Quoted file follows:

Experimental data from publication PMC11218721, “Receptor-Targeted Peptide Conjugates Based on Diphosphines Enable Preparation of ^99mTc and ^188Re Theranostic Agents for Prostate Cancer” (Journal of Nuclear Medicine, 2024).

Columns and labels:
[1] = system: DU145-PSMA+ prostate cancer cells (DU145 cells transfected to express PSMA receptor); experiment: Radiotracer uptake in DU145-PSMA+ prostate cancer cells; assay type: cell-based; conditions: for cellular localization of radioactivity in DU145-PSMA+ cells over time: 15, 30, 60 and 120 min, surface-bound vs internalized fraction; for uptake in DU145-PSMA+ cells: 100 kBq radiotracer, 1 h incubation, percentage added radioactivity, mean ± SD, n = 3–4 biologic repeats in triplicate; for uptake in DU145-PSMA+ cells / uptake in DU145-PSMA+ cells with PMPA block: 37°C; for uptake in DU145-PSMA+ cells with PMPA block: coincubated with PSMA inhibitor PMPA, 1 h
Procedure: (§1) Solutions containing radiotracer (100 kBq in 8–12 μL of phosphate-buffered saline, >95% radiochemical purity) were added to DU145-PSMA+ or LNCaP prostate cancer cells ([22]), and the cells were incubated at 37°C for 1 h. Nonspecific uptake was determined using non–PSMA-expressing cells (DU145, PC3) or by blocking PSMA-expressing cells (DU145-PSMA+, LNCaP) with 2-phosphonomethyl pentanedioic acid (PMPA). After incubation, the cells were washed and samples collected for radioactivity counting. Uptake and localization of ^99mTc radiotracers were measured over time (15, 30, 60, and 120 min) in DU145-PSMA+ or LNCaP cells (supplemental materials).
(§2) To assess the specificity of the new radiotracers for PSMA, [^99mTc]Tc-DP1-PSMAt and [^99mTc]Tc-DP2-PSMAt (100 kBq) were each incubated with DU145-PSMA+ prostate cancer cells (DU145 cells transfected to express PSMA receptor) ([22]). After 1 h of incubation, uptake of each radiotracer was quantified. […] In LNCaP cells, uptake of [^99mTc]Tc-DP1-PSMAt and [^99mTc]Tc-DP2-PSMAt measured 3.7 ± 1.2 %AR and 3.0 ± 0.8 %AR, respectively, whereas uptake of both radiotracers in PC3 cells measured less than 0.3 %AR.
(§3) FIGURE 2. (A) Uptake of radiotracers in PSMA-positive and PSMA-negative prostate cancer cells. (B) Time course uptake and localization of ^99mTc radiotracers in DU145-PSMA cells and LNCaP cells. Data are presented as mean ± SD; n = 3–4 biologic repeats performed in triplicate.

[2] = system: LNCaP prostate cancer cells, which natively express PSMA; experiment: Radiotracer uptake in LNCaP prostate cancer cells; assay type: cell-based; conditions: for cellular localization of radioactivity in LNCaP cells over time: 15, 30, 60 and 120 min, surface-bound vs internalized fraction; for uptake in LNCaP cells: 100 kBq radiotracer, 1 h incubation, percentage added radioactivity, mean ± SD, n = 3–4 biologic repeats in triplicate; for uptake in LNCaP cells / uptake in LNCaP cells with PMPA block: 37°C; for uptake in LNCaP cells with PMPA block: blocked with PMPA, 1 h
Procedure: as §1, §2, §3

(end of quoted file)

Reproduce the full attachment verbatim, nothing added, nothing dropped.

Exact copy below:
Experimental data from publication PMC11218721, “Receptor-Targeted Peptide Conjugates Based on Diphosphines Enable Preparation of ^99mTc and ^188Re Theranostic Agents for Prostate Cancer” (Journal of Nuclear Medicine, 2024).

Columns and labels:
[1] = system: DU145-PSMA+ prostate cancer cells (DU145 cells transfected to express PSMA receptor); experiment: Radiotracer uptake in DU145-PSMA+ prostate cancer cells; assay type: cell-based; conditions: for cellular localization of radioactivity in DU145-PSMA+ cells over time: 15, 30, 60 and 120 min, surface-bound vs internalized fraction; for uptake in DU145-PSMA+ cells: 100 kBq radiotracer, 1 h incubation, percentage added radioactivity, mean ± SD, n = 3–4 biologic repeats in triplicate; for uptake in DU145-PSMA+ cells / uptake in DU145-PSMA+ cells with PMPA block: 37°C; for uptake in DU145-PSMA+ cells with PMPA block: coincubated with PSMA inhibitor PMPA, 1 h
Procedure: (§1) Solutions containing radiotracer (100 kBq in 8–12 μL of phosphate-buffered saline, >95% radiochemical purity) were added to DU145-PSMA+ or LNCaP prostate cancer cells ([22]), and the cells were incubated at 37°C for 1 h. Nonspecific uptake was determined using non–PSMA-expressing cells (DU145, PC3) or by blocking PSMA-expressing cells (DU145-PSMA+, LNCaP) with 2-phosphonomethyl pentanedioic acid (PMPA). After incubation, the cells were washed and samples collected for radioactivity counting. Uptake and localization of ^99mTc radiotracers were measured over time (15, 30, 60, and 120 min) in DU145-PSMA+ or LNCaP cells (supplemental materials).
(§2) To assess the specificity of the new radiotracers for PSMA, [^99mTc]Tc-DP1-PSMAt and [^99mTc]Tc-DP2-PSMAt (100 kBq) were each incubated with DU145-PSMA+ prostate cancer cells (DU145 cells transfected to express PSMA receptor) ([22]). After 1 h of incubation, uptake of each radiotracer was quantified. […] In LNCaP cells, uptake of [^99mTc]Tc-DP1-PSMAt and [^99mTc]Tc-DP2-PSMAt measured 3.7 ± 1.2 %AR and 3.0 ± 0.8 %AR, respectively, whereas uptake of both radiotracers in PC3 cells measured less than 0.3 %AR.
(§3) FIGURE 2. (A) Uptake of radiotracers in PSMA-positive and PSMA-negative prostate cancer cells. (B) Time course uptake and localization of ^99mTc radiotracers in DU145-PSMA cells and LNCaP cells. Data are presented as mean ± SD; n = 3–4 biologic repeats performed in triplicate.

[2] = system: LNCaP prostate cancer cells, which natively express PSMA; experiment: Radiotracer uptake in LNCaP prostate cancer cells; assay type: cell-based; conditions: for cellular localization of radioactivity in LNCaP cells over time: 15, 30, 60 and 120 min, surface-bound vs internalized fraction; for uptake in LNCaP cells: 100 kBq radiotracer, 1 h incubation, percentage added radioactivity, mean ± SD, n = 3–4 biologic repeats in triplicate; for uptake in LNCaP cells / uptake in LNCaP cells with PMPA block: 37°C; for uptake in LNCaP cells with PMPA block: blocked with PMPA, 1 h
Procedure: as §1, §2, §3